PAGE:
In our previous article (link) on Unilife (NASDAQ: UNIS), published on November 27th 2013, we predicted that UNIS would probably break 100% in YTD gains. After the company announced on December 2nd (link) that a clinical supply agreement had been reached with Novartis (NVS), a huge rally occurred in UNIS common stock and it was more than sufficient to meet our bullish expectation for 2013.
Currently, there is a very heated debate over the worth of the most recent Novartis contract and its long-term implications on the company pipeline and financial situation. There is also a prolonged debate between the major shareholders of the company (the bulls) and the holders of massive short positions against the company (the bears).
Bulls are pointing to the Novartis deal as a recent sign of company growth via big pharma contracts. They are not expecting the company to generate impressive revenues in the next few quarters, and investors are taking a longer-term perspective that takes peak sales of all confirmed Unilife products into account. Top holders of UNIS include some big names, like:
Frontier Capital Management Company (OTC:FCCP) (8.9 M shares); JPMorgan Chase (JPM) (8.0 M shares); BlackRock Fund Advisors (BLK) (2.7 M shares); and Schroder Investment Management Group (2.0 M shares).
A string of other deals made prior to the Novartis deal, like the deals made with Hikma and Sanofi (SNY), have also helped the stock achieve impressive 114% returns YTD (at time of writing). It is because of these high-profile deals, and because of other big pharma supply contracts (that have yet to be finalized), that Jefferies remains bullish on the company with a $6 price target (link). We believe that the company may announce an additional 3-4 contracts before the end of the year, which could increase this figure.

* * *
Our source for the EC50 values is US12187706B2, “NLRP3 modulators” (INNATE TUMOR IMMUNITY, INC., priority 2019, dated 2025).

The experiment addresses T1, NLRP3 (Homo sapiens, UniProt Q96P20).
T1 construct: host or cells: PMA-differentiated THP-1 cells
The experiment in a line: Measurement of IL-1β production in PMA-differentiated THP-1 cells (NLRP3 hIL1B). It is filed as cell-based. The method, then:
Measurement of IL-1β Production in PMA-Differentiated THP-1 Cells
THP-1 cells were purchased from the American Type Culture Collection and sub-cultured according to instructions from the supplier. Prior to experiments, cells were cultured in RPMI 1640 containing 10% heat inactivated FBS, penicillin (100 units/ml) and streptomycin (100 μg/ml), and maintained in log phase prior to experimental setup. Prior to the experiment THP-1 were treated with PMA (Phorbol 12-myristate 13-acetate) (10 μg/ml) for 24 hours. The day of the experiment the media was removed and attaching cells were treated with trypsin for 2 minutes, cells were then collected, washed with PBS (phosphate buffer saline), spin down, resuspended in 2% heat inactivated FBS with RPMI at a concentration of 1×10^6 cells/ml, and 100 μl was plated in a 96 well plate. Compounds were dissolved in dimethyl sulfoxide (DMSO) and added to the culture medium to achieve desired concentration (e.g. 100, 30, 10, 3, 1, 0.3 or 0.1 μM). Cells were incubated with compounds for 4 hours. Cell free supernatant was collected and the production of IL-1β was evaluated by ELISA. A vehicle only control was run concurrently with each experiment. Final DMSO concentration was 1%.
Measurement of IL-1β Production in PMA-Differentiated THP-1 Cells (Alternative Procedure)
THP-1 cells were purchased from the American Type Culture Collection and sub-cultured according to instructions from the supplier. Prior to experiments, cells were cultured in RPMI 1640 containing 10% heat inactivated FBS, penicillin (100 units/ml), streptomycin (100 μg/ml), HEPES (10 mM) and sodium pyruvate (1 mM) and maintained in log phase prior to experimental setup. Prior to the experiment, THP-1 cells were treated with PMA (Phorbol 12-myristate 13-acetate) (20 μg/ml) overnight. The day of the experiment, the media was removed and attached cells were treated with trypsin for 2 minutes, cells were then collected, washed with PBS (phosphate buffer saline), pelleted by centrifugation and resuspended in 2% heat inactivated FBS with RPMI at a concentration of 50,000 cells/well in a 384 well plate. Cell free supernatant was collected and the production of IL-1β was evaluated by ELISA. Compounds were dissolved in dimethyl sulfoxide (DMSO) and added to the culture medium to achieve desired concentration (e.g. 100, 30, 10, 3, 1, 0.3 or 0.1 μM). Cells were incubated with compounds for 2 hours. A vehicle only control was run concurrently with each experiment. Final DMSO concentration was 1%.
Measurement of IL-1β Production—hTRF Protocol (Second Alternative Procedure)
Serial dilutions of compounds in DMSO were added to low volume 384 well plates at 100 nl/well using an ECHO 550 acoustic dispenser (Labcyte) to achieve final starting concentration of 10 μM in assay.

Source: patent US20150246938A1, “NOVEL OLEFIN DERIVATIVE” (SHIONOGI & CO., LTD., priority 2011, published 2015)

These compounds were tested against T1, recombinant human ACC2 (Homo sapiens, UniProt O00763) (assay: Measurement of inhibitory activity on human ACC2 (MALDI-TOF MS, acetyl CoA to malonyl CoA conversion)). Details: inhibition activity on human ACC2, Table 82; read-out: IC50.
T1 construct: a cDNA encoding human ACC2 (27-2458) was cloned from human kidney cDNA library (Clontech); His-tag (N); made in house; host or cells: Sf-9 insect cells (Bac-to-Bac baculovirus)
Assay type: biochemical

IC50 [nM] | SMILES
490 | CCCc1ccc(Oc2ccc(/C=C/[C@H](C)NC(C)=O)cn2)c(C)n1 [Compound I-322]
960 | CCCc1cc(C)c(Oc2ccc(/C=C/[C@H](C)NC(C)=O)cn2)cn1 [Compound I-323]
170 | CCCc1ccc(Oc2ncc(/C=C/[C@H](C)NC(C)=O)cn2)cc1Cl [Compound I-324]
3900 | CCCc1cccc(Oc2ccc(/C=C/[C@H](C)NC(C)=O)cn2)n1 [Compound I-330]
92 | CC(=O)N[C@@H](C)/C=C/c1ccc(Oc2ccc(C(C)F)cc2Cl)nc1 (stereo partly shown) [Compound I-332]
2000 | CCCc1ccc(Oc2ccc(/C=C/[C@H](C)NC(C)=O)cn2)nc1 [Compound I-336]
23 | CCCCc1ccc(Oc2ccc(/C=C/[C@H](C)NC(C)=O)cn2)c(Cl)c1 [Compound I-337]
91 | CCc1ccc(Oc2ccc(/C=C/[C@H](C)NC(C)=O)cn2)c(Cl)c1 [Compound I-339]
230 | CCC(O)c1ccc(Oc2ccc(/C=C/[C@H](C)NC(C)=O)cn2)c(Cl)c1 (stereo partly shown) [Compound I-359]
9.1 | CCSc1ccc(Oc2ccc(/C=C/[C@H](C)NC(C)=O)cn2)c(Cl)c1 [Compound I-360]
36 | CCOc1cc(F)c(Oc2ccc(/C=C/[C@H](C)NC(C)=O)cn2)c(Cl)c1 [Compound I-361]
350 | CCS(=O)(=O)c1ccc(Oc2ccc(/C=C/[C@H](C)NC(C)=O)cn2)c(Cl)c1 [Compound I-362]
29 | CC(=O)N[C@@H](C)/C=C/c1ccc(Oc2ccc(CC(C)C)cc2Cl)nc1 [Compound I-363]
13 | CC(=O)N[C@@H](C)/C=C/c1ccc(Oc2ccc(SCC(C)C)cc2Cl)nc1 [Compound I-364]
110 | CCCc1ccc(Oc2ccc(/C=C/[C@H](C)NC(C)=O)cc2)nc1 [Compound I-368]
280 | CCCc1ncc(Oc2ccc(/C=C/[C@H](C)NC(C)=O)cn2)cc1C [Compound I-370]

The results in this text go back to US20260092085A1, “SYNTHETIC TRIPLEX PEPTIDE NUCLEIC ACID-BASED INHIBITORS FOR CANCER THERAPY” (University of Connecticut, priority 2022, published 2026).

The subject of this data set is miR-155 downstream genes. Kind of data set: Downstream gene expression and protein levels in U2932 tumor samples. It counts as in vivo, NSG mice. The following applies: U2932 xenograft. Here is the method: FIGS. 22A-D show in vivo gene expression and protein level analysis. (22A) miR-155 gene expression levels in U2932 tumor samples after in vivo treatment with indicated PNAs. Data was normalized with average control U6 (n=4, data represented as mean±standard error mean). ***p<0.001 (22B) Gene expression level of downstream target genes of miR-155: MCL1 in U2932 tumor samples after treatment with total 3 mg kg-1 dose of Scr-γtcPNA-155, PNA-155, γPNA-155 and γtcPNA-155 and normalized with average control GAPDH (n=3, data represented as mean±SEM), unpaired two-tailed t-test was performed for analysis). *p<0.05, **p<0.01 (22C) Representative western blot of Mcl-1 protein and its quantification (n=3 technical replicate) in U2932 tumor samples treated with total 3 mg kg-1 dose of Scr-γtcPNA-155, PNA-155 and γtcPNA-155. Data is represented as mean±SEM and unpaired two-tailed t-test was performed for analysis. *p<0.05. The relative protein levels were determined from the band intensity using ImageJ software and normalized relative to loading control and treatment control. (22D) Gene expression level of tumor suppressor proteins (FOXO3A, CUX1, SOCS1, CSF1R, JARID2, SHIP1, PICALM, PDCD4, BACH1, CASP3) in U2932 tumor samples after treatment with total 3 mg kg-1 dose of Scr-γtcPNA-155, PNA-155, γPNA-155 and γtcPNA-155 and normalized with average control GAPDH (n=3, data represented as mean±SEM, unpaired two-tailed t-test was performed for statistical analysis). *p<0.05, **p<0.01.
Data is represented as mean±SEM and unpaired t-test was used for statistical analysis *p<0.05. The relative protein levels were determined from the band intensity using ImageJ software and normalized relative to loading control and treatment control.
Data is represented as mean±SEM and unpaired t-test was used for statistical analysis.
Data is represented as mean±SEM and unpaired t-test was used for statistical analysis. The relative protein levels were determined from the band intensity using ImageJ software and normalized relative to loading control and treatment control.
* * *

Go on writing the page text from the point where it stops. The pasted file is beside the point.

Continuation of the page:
This can also be considered a "pivotal time" for the company, since the last few years were spent primarily on R&D and creation of the manufacturing facility. With supply contracts in place with Sanofi, Hikma, and Novartis, the company can now focus on the path to profitability.
A ~19.6% short interest (17.6 M shares) is indicative of a fairly strong bearish interest in the stock. This short interest has been growing throughout the year, although it has tapered off a bit since August 2013. Our sources indicate that the short interest is being held by a small circle of people who expect the stock to lose the gains made after May 2013, if not more.
The most convincing aspect of the bearish argument may be the short-term financial outlook for the company, which exposes investors to both financial and also event risk in 2014. While the company expects to gain significant traction in 2014 with the Hikma and Novartis contracts, it may also be tough for the company to streamline its production in the early stages despite preparations. This, along with the company's aggressive R&D strategy, may strain the balance sheet.
It was recently reported that the company has ~$7.4 M in cash, although this does not include upfront payments made from recently-closed contracts with Hikma/Novartis. We believe that this can bring the company far into 2014, although it is possible that the company may need to raise more money before reaching profitability.
Rebuttal to Street Sweeper